Foreclosure crisis ebbing more slowly in Baltimore area than most regions
The Baltimore region is middle of the pack among large metro areas for its percentage of mortgages that are seriously delinquent -- 90 days or more behind. But our area saw a smaller improvement from the beginning of 2010 to the beginning of this year than most places.
Among the 100 largest metro areas, the serious delinquency rate dropped faster in 77 other regions than in the Baltimore area, according to figures from Foreclosure-Response.org, which analyzed LPS Applied Analytics data.
Our region is among a half-dozen with the smallest declines -- a tenth of a percentage point. The Baltimore area's rate dropped to 8.4 percent in March from 8.5 percent in March 2010. Five regions showed no change. Twelve had increasing rates of serious delinquency.
The result is that the Baltimore area went from having the 44th lowest delinquency rate among the 100 largest regions to having the 54th lowest.
The metro areas with the biggest decreases in serious delinquency were all in worse shape than the Baltimore region and still are. Riverside, Calif., for instance, saw its rate fall to 14.6 percent from 18.7 percent.
But Grand Rapids, Mich., tied for the ninth largest drop, started off with the same rate as Baltimore's and ended up at 6.6 percent in March, a drop of nearly 2 percentage points.
Serious delinquency includes loans wending their way through foreclosure but not yet auctioned off.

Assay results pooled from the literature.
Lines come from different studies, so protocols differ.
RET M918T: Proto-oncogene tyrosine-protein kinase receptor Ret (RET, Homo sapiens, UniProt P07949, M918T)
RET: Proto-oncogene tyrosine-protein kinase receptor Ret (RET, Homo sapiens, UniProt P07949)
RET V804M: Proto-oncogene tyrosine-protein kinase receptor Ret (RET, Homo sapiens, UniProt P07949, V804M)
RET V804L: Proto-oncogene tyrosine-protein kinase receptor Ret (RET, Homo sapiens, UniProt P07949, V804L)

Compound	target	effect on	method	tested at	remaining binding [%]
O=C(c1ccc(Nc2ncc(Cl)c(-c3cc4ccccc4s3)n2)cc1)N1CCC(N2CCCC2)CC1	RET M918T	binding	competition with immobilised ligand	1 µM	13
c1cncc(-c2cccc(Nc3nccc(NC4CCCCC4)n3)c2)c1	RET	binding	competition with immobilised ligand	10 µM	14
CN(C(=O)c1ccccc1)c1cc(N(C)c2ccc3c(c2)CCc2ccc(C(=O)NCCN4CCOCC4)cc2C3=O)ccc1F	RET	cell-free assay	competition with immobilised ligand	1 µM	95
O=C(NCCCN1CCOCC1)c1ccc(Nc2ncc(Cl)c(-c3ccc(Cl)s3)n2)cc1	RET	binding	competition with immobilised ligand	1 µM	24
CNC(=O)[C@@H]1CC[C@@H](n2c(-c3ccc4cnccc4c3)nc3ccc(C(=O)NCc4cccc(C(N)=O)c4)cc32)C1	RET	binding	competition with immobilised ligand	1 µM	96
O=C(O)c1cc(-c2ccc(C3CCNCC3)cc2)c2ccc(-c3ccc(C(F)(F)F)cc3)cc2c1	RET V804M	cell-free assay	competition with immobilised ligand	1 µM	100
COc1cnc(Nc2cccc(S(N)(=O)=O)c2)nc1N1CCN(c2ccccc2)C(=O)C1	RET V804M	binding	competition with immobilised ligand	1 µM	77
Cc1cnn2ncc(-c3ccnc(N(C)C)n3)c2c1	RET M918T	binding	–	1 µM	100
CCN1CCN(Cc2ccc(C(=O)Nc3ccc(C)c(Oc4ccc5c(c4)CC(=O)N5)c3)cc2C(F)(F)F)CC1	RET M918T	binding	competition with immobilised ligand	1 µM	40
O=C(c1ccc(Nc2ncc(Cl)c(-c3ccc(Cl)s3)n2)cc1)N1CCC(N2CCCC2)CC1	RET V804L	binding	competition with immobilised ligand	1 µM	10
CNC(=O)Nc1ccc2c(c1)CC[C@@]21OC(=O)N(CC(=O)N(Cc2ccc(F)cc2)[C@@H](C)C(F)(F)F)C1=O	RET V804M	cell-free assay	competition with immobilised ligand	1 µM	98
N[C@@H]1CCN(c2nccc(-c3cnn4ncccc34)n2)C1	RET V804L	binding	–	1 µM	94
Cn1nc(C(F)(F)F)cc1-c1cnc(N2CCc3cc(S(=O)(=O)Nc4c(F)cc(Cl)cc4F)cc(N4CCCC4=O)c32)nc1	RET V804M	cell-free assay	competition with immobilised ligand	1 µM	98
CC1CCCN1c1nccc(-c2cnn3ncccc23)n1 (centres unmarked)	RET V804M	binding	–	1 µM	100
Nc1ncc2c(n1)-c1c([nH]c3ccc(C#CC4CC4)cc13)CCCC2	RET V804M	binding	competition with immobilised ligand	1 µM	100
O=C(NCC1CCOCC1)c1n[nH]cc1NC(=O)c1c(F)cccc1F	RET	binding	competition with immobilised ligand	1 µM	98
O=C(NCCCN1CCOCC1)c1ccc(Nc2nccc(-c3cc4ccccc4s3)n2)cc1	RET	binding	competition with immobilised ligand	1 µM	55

It's not always clear why an area's rate is dropping. It could be more homeowners getting out of immediate trouble -- landing a job after months of unemployment, say, or negotiating lower monthly payments. But the seriously delinquent group can also shrink as homes are taken back by lenders. (Real estate data firm CoreLogic noted this type of maybe-or-maybe-not improvement in a recent report about negative equity.)
Why an area's rate isn't dropping, though, is usually more clear-cut. The employment situation has a lot to do with it.
Not much has changed here on that count. About 7,800 more people in the Baltimore metro area were employed in March than a year earlier, an increase of about half a percent, according to federal estimates.
That's unfortunately a drop in the bucket: about 73,000 more Marylanders were working three years ago. The gap between where we are now and where we would be if employment levels were equal to pre-recession days is huge nationwide.